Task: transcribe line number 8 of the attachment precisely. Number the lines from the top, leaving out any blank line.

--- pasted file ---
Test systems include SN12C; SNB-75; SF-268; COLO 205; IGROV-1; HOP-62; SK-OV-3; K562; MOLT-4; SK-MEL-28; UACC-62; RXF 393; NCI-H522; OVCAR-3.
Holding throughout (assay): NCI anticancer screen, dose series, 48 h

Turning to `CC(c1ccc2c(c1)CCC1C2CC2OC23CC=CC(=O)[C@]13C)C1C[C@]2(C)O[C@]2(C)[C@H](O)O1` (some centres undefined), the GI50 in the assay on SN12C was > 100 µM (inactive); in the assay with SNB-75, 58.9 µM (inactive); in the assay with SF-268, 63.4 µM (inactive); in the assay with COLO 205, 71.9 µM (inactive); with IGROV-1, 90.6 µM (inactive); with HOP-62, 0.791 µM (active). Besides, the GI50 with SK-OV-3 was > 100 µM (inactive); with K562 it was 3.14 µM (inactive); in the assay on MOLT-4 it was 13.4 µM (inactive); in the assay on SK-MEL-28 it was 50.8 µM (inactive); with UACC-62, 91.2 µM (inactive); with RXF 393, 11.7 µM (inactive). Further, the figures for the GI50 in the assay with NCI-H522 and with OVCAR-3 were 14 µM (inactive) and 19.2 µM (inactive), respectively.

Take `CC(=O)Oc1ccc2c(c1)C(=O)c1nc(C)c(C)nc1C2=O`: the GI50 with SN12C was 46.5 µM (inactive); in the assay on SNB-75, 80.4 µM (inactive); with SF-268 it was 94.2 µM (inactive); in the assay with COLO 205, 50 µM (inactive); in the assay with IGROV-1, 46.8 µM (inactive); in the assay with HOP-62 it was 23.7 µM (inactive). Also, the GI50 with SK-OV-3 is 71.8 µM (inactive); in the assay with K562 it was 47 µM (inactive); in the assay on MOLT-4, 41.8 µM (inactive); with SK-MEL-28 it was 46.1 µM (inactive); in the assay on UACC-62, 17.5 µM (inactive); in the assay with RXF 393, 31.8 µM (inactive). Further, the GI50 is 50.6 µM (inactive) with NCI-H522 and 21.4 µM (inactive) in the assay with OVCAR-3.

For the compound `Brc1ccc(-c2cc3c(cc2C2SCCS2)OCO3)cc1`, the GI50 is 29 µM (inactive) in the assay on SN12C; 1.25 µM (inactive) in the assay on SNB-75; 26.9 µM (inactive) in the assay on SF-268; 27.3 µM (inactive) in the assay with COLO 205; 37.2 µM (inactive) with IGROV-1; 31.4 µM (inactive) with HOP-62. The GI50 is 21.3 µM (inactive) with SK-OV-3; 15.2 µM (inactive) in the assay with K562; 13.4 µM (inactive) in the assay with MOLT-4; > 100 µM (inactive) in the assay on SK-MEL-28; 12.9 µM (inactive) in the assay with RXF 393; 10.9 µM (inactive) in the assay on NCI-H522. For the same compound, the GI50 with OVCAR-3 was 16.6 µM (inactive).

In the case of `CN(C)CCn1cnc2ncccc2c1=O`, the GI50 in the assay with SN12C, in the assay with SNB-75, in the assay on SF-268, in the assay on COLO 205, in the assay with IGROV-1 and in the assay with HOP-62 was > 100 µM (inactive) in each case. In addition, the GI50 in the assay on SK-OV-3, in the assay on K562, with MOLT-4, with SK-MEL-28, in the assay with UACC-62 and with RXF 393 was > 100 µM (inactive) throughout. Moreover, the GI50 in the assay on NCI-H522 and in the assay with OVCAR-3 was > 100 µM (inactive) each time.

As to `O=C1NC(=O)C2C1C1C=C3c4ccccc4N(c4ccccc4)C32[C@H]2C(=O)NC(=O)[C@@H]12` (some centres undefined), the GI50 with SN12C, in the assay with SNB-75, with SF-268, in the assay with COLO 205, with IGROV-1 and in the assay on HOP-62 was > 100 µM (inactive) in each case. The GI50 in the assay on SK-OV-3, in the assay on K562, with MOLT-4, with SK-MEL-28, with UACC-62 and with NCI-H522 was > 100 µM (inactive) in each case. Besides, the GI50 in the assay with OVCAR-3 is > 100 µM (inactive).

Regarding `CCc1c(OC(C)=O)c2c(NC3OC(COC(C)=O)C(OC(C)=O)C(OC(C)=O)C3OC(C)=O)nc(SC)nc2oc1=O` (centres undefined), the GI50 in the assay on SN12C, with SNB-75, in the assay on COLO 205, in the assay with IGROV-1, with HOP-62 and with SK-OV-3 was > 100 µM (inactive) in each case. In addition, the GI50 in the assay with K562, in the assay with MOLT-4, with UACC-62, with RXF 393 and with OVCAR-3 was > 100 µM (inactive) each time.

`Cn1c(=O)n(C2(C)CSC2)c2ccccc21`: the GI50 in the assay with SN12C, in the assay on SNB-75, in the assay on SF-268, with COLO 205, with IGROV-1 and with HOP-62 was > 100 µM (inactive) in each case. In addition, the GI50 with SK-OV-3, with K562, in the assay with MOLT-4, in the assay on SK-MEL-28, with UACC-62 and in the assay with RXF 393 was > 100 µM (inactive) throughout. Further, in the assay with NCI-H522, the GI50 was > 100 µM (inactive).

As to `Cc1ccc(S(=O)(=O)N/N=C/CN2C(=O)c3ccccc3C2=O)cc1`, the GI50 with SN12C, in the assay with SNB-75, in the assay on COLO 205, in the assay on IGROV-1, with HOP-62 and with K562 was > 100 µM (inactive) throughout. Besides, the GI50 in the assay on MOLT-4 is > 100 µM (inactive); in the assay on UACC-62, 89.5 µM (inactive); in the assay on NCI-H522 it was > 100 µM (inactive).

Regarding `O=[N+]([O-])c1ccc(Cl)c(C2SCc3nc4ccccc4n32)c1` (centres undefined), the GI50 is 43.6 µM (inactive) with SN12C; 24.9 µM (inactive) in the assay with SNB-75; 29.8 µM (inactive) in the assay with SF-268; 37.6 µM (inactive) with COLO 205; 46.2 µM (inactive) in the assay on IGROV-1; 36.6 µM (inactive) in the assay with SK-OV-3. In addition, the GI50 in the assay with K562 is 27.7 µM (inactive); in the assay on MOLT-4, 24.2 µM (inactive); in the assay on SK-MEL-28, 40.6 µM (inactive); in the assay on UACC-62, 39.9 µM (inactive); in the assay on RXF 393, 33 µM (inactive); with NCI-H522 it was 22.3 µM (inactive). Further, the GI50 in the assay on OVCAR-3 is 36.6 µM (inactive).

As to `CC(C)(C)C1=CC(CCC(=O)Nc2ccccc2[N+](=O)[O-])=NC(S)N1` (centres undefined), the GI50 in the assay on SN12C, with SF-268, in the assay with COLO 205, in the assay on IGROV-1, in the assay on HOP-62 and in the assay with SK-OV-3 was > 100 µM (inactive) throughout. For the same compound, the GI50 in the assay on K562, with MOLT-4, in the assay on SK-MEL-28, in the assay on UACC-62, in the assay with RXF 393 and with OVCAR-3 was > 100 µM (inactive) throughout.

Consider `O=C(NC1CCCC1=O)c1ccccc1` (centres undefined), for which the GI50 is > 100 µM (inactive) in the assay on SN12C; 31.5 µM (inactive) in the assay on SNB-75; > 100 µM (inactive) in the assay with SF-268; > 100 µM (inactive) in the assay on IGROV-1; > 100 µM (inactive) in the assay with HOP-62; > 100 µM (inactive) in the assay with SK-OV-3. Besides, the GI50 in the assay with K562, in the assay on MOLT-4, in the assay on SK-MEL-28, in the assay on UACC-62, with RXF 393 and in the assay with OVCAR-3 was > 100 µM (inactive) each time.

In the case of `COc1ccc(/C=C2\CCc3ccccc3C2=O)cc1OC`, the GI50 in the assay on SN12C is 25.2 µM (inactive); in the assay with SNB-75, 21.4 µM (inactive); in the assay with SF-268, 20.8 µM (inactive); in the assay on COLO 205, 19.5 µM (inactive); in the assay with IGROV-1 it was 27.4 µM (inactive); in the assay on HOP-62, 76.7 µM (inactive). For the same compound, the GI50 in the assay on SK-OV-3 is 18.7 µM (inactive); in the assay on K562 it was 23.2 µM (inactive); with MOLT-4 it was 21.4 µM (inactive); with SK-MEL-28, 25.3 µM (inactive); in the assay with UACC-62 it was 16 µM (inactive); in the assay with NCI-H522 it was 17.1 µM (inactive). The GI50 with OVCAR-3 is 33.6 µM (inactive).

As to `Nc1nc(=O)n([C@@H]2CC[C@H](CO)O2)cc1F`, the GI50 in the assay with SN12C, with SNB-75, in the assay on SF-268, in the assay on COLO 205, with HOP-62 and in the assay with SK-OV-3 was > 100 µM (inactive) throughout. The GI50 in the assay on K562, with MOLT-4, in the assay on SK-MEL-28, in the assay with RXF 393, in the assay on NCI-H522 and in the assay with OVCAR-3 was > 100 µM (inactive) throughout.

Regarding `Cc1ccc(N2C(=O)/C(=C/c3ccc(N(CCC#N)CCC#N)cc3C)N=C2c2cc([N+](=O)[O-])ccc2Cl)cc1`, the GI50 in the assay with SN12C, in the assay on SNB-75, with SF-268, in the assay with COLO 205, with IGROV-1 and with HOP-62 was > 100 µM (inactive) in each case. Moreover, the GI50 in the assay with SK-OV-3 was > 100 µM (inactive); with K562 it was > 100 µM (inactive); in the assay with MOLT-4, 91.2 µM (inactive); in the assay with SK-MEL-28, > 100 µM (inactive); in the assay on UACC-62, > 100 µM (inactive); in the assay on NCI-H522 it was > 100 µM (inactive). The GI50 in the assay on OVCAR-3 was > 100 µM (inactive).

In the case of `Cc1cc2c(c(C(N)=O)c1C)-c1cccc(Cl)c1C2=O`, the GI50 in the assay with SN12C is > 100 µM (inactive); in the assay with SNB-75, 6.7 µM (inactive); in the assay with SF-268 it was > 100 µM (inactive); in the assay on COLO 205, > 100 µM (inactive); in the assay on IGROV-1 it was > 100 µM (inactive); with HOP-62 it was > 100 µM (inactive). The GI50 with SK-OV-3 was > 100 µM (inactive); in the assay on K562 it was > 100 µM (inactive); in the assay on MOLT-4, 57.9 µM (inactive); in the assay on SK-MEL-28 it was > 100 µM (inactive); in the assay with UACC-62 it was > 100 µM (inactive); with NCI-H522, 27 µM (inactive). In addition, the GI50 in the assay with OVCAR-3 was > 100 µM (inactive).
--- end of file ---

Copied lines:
Regarding `CCc1c(OC(C)=O)c2c(NC3OC(COC(C)=O)C(OC(C)=O)C(OC(C)=O)C3OC(C)=O)nc(SC)nc2oc1=O` (centres undefined), the GI50 in the assay on SN12C, with SNB-75, in the assay on COLO 205, in the assay with IGROV-1, with HOP-62 and with SK-OV-3 was > 100 µM (inactive) in each case. In addition, the GI50 in the assay with K562, in the assay with MOLT-4, with UACC-62, with RXF 393 and with OVCAR-3 was > 100 µM (inactive) each time.